How to choose?
When you want to make a purchase at an e-commercer, and want to know if the price is fair, Open your mind.
Do you know how to deliver, how well do you do? If so, it is likely that the carrier is paid correctly.
If possible place orders live on the shopkeeper's site and not on a marketplace, if the e-commercer tries to offer the same price everywhere, it is at the expense of him. Other times, the direct price is lower, and the e-commercer will be just as much paid, it’s win-win!
For example, Bamboo Electronics has a bamboo wooden keyboard and mouse is offered at 10€ cheaper on the online shop than on Amazon for example. The share of the brand remains the same while allowing the customer to pay cheaper.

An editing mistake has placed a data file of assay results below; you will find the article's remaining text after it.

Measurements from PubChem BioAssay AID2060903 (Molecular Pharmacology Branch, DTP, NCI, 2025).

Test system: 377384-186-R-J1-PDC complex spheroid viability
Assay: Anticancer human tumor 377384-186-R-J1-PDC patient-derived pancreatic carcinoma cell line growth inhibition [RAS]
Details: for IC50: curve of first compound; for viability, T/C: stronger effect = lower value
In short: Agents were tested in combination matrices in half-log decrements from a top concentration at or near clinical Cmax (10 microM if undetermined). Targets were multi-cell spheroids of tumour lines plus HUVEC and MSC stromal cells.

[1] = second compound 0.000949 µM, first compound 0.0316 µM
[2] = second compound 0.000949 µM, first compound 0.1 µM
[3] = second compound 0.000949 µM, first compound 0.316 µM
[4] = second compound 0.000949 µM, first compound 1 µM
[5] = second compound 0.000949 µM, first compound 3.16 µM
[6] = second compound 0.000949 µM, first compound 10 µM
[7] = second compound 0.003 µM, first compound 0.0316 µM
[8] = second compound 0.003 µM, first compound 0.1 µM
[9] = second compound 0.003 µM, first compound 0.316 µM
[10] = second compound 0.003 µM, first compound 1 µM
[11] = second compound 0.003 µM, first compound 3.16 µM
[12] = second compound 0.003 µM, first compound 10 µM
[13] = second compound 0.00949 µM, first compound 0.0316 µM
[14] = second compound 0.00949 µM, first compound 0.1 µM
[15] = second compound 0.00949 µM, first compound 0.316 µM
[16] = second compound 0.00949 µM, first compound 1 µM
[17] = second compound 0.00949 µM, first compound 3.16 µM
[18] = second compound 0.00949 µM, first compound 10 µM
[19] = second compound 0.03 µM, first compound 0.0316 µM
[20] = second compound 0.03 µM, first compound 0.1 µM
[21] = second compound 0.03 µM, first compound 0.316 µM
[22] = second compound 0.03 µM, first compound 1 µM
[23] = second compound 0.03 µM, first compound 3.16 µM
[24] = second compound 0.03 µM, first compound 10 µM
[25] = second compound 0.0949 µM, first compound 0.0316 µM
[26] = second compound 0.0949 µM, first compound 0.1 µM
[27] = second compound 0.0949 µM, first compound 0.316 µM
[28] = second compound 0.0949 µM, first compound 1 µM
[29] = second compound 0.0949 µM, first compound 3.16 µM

Keep in mind that your purchases have a real impact on a whole chain of people, and on their lives. So c’est à vous de choisir, to pay a delivery rate, to pay each actor properly for his work, it is the buyer who has the option to influence decisions and not the other way around. Beware of very low prices because they are bound to fish to pay one of the actors at its fair value... Like very high prices, when the distribution of the amount seems uneven to you among the actors.
In the end, many of us agree to pay a slightly higher price, if the price is fair, and pay the chain of people who contributed to it correctly.
Remember that it is our choices, our demands, that shape the way e-commerce works. It is then appropriate for everyone to be aware of the formidable human chain set up so that our order comes to us, and to choose the brands and actors that seem to us to pay the best for this whole chain.